Journalists are Your Best Friends in Brussels
Living and working in Brussels, radio correspondent Jens Möller tells about where you find the journalistic drama, the engine of the EU and who to network with in Brussels. These are his three tips on sources you absolutely cannot afford to miss.
First – The Journalistic Drama
What: Briefings by Sweden’s permanent representation of the EU (before meetings).
How: The ambassadors Day Hartelius and Jan Olsson, and other talented civil servants, hold a briefing for all the Swedish journalists before each meeting of the Council of Ministers or the European Council.
”This is one of the most important sources of Brussels.”
The importance of the source is not only that they tell about Sweden’s position on various political issues – but also reveal the lines of conflict in the European Council, providing the journalists with priceless information. Knowing which countries are in disagreement is excellent for the journalistic drama, says Möller.
Second – The Engine
What: The European Commission’s daily lunch briefing
How: Everyday at 12 o’clock the EU Commission spokesperson department PK, which also is web casted live on the EU’s web-TV EBS ( HYPERLINK “http://ec.europa.eu/avservices/ebs/schedule.cfm”http://ec.europa.eu/avservices/ebs/schedule.cfm).
”The European Commission is the EU’s engine, it is from here that all formal proposals come.”
In connection with the lunch briefing, Commissioners talk about their latest proposals, which often raises news. Perhaps more important is that the lunch briefings are open to any question from journalists. Although Möller says that the spokespersons are good in answering meaningless and bland to sensitive questions, he points out that the briefing gives a lot of input on current affairs in different corners of the Europe.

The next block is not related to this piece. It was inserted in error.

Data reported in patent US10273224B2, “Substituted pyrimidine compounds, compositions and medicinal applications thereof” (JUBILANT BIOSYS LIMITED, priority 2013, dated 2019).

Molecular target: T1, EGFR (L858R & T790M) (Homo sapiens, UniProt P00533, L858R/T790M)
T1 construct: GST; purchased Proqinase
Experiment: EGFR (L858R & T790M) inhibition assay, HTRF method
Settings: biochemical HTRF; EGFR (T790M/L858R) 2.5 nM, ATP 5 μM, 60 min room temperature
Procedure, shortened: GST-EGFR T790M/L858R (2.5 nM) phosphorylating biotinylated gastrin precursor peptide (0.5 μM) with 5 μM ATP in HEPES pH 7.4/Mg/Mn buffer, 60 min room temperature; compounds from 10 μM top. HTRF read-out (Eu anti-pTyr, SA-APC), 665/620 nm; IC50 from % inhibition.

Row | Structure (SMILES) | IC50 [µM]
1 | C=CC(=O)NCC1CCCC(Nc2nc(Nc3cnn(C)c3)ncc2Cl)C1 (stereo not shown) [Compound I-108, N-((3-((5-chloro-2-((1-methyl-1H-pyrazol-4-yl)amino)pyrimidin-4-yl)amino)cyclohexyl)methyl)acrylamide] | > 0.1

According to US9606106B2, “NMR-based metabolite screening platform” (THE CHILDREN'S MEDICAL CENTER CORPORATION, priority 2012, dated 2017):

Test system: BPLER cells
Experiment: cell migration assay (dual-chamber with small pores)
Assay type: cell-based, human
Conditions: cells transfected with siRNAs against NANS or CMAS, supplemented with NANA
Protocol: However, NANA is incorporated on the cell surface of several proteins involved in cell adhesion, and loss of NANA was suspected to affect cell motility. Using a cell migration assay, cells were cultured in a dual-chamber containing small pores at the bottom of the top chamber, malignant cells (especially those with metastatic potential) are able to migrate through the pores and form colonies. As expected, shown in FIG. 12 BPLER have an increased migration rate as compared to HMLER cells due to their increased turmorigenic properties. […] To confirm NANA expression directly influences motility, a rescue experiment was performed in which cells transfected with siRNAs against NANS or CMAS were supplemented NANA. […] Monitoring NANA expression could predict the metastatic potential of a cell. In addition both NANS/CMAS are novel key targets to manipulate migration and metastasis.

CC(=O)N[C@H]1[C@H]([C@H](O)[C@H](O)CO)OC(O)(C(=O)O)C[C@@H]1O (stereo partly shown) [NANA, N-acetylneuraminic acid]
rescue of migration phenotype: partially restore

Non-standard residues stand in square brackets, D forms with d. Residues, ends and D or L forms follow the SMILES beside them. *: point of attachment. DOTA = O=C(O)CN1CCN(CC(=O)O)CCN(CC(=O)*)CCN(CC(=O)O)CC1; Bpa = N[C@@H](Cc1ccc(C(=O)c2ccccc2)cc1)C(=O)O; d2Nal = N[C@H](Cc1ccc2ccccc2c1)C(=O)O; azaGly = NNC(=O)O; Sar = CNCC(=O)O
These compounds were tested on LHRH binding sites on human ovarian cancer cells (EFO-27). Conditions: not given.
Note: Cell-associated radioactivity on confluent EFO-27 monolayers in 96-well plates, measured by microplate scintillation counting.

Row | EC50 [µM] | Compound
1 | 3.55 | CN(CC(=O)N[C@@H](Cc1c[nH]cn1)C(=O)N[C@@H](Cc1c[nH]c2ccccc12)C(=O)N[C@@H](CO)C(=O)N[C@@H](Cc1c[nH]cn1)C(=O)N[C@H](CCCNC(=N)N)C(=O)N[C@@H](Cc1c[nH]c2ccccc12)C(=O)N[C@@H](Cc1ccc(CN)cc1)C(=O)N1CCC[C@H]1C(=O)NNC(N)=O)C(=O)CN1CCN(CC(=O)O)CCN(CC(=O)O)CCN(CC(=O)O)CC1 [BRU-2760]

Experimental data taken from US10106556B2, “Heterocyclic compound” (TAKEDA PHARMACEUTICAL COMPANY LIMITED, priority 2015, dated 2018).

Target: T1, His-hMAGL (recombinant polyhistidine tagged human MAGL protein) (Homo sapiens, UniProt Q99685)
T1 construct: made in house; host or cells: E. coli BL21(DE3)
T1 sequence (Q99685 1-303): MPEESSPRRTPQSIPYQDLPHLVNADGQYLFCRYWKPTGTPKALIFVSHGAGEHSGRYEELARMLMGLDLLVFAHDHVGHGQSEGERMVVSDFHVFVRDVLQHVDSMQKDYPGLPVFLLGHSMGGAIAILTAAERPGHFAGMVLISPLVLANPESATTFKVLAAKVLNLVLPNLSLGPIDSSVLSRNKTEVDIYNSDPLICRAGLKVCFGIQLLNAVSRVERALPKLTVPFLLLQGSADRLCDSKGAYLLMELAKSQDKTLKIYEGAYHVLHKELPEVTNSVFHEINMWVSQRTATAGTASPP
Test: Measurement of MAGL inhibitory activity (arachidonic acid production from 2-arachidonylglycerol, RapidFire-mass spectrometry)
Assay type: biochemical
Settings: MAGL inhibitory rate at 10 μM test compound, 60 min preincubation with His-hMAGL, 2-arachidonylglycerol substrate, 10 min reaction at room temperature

Third – The Network
What: Other Journalists in Brussels
How: Walk around the EU’s institutions and among various press centers. Talk, question, make friends.
”My predecessor’s best advice was: “Jens, remember that in Brussels, other journalists are your friends.”
In Sweden, Möller points out, are other journalists potential or actual competitors, but in Brussels – everybody benefits from helping each other.
”For example, at the Ministerial meetings, there is no one who manages to capture the voices, opinions, etc. from more than 2-3 sources – we are therefore dependent on each other to ask “what did the minister say about case X or Y?”.
The same applies to the European Parliament, with its warren of parliamentarians of disparate opinions. To rapidly build up your network of journalist contacts from different countries, is something you absolutely can not afford to miss!